Mr. Speaker, this Saturday, February 5, 2005, will mark the 12th anniversary of legislation that has made an enormous difference in the lives of millions of working Americans since its enactment in 1993. I speak of course of the Family and Medical Leave Act (FMLA).
I count myself among the Family and Medical Leave Act's strongest supporters. Since its enactment, this law has brought peace of mind and job security during critical times to millions of American workers and their families. The FMLA allows qualified employees to take unpaid leave from their employer for the birth or adoption of a child, to attend to the serious health crisis of a family member, or attend to their own serious medical issue. The law makes clear that no American should have to choose between caring for a gravely ill family member and losing his or her job.
Since its enactment in 1993, millions of Americans have used the FMLA to take time to care for a newborn, to attend to an adult parent or child's serious illness, or perhaps to attend to their own critical medical needs. They have done so knowing that their job remained safe and secure. Indeed, many employers have gone far beyond the requirements of the FMLA, providing their employees with leave benefits beyond those required under state or federal law.
In congressional hearings on the FMLA, in town meetings, and in speaking with both employers and employees in our districts, we hear that so much of the FMLA works the way Congress intended. As all of us who serve in this body know, however, actions we take here in Congress with the best of intentions often end up going in a direction we don't expect.
In particular, with respect to the FMLA, we have heard that the "family" part of Family and Medical Leave has worked well, providing employees a much-needed benefit and the time to care for a newborn or adopted child, while enabling employers to manage and maintain the productivity of their workforce.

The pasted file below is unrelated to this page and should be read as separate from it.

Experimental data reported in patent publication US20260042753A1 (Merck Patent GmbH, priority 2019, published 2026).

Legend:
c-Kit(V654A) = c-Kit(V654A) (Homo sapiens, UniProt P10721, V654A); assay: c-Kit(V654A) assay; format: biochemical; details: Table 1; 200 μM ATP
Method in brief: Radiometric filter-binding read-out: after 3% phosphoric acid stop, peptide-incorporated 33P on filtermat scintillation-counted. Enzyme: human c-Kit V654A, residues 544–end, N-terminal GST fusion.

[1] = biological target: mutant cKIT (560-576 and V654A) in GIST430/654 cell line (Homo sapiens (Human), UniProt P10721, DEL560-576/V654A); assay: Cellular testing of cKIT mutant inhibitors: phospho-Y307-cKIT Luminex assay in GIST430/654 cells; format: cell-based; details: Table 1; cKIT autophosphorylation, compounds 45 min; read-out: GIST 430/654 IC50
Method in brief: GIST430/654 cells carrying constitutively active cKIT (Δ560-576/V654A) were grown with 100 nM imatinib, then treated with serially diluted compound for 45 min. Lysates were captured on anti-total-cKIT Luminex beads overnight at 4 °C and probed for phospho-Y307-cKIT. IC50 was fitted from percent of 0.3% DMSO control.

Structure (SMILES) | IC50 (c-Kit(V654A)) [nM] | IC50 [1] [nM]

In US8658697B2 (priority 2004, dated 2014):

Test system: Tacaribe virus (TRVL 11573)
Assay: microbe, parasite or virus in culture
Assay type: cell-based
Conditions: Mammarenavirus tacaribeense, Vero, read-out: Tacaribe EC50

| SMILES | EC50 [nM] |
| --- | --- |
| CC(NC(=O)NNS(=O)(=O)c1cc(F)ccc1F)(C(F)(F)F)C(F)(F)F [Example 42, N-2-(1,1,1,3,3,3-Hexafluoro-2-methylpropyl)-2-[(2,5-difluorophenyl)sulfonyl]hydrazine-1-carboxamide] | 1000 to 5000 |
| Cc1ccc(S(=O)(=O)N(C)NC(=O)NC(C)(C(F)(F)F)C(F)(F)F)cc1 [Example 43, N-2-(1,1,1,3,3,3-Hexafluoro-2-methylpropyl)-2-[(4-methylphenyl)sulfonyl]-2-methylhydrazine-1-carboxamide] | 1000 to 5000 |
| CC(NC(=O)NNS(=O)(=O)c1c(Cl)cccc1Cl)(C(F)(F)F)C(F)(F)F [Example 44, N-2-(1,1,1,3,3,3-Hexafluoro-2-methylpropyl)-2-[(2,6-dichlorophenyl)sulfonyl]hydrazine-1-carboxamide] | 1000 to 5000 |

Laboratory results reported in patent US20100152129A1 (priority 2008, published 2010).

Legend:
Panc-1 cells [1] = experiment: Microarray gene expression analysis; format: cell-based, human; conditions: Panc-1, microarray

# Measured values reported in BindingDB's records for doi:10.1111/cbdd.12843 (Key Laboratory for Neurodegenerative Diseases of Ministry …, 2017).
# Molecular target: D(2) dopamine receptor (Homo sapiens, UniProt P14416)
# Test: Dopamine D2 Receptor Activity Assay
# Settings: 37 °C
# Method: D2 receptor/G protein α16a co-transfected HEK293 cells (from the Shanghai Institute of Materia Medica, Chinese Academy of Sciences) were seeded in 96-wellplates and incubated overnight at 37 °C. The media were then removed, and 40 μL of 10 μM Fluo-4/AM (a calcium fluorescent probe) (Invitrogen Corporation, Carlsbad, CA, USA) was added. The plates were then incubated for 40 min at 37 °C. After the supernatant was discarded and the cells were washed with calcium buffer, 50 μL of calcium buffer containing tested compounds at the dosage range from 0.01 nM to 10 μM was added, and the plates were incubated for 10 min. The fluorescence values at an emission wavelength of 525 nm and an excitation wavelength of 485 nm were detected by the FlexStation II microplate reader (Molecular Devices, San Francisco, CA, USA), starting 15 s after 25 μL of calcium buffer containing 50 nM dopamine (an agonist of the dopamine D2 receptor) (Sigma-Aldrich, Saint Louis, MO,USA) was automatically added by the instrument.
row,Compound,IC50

It appears that implementation of "medical" leave has been less successful. It is plain that Congress intended FMLA to serve as a safety net for employees to meet serious and unforeseen medical needs. The Act was not intended to be—nor dare I say would it have been enacted if it were—a national "sick leave" policy. When medical leave is used for those serious health conditions for which it is intended, we hear from employers that morale and productivity are unaffected—indeed, that employees often rally to the aid of a colleague. In contrast, where medical leave is abused, or used beyond its intended purpose, morale and productivity suffer, employers are unable to manage their workplace, and resentment grows in co-workers who are forced to pick up chronic slack.
Similarly, we have heard repeatedly that recordkeeping and notice requirements under the Act are not in tune with the realities of today's workplace, and serve as a barrier to both employers and employees in knowing and exercising their rights. Concerns about misapplying the FMLA have often discouraged employers from providing more generous leave policies to their workers. Research also has shown that confusion surrounding FMLA regulatory requirements has actually served to hurt those it was supposed to help—workers.
Employers and employees alike have expressed concerns that the effectiveness of the law is being hampered by the way the Act has been implemented by regulatory agencies and interpreted by the courts. This is troubling and has, unfortunately, led to charges that the FMLA is a bad law. As a supporter of the FMLA, I would be the first to say that is not true: the FMLA is a good law, although with the benefit of 12 years of experience, perhaps a law in need of fine-tuning. Without action to clarify the law, we will surely see an increasing number of lawsuits challenging FMLA regulations—litigation that costs employees, employers, unions and the courts valuable time, effort and money.
On the anniversary of its enactment, I look forward to working with a wide array of members of Congress on both sides of the aisle and in both chambers of Congress, to keep the best parts of the FMLA intact, while targeting common-sense, necessary improvements where the Act has failed to meet Congressional expectations.
Many issues in Congress are polarized, but restoring the Congressional intent of this law needn't be. I am confident that good minds can and will agree so that we can work to preserve the protections offered to workers by the FMLA, address failings in the Act that serve the interests of neither employers nor employees, and ensure that the benefits afforded to millions of working Americans in the last 12 years will be afforded to millions more in the years to come.